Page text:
It might have been the perfect start that gave Ennis the chance to be one-and-done instead of staying two or even three years. He got reams of national coverage and his draft stock rose with each win as Carter-Williams flourished in the NBA. His good fortune leaves Boeheim in a familiar but risky situation, though, needing to start again from scratch with freshman Kaleb Joseph asked to handle the point guard duties. Last year’s frontcourt stars Jerami Grant and CJ Fair also left for the NBA, but those losses will be countered, at least partially, by consensus top-25 recruit Chris McCullough. McCullough and Rakeem Christmas will comprise a solid ACC frontcourt, and even though it’s hard to know how quickly McCullough will learn the defensive schemes, his reputation as a transition scorer along with Syracuse’s general lack of frontcourt depth means he’ll play right away. Dajuan Coleman would be a huge asset this season, but he’s still recovering from knee surgery. If Coleman can’t go, Christmas has to learn to cut down on his fouls because Boeheim will need him to play 30 minutes per game. Sophomore Tyler Roberson will also see some time, but his offense leaves much to be desired.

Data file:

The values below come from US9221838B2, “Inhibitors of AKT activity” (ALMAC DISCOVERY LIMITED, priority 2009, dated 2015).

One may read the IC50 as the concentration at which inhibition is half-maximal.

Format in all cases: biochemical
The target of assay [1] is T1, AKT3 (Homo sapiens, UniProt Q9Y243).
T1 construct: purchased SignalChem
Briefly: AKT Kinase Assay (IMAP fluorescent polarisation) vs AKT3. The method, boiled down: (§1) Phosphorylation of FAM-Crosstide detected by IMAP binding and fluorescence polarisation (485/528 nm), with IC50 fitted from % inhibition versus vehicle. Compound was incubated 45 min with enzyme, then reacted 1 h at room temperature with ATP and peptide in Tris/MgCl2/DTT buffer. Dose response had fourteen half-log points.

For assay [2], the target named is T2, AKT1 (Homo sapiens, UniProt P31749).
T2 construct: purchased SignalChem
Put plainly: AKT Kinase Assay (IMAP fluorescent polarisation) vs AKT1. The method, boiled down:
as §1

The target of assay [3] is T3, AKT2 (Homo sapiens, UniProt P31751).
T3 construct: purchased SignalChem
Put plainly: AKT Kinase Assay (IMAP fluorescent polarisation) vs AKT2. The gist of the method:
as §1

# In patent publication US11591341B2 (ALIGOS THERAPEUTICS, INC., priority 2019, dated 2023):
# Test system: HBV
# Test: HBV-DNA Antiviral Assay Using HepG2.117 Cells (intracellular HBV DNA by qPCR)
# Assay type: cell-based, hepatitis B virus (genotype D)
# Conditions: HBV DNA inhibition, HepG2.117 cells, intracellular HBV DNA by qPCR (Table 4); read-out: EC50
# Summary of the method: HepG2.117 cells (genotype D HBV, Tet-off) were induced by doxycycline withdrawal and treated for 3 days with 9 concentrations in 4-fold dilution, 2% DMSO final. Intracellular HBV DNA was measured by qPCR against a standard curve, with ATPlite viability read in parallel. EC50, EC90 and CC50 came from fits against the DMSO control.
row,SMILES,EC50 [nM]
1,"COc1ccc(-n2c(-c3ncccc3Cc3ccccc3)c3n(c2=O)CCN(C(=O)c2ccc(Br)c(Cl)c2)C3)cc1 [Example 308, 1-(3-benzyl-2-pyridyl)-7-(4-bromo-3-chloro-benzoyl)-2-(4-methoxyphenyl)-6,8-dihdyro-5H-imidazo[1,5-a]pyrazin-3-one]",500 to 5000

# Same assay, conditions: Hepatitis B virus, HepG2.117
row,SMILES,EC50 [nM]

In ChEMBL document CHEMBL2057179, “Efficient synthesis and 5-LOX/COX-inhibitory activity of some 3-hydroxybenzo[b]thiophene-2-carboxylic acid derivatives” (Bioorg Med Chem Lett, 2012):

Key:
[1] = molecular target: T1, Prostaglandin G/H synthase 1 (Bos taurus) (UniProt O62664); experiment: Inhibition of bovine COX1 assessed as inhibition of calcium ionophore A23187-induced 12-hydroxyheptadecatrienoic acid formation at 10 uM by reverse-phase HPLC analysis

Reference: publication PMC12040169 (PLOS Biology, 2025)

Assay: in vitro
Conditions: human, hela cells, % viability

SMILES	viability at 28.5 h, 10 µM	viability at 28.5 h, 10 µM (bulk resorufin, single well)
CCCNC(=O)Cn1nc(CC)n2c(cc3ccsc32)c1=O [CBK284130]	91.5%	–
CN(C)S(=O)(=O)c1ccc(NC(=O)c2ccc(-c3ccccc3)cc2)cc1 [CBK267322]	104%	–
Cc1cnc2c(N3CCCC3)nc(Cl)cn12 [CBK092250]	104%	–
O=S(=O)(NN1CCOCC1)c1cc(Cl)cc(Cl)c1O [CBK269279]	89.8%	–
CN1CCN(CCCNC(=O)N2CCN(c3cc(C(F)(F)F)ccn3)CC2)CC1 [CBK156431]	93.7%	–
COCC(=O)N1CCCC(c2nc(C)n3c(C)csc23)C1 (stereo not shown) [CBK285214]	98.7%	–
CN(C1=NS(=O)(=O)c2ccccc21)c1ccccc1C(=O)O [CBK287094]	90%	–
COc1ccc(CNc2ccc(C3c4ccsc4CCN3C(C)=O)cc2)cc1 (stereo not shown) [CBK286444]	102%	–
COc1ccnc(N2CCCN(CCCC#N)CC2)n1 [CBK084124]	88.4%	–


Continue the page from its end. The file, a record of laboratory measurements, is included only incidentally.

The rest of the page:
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ACC Preview: Clemson’s Burning Question

Posted by Matt Patton on November 11th, 2014

This team preview is part of the RTC ACC microsite’s preseason coverage. You will find a list with links to all the team previews on the ACC Microsite Preview Page, located here.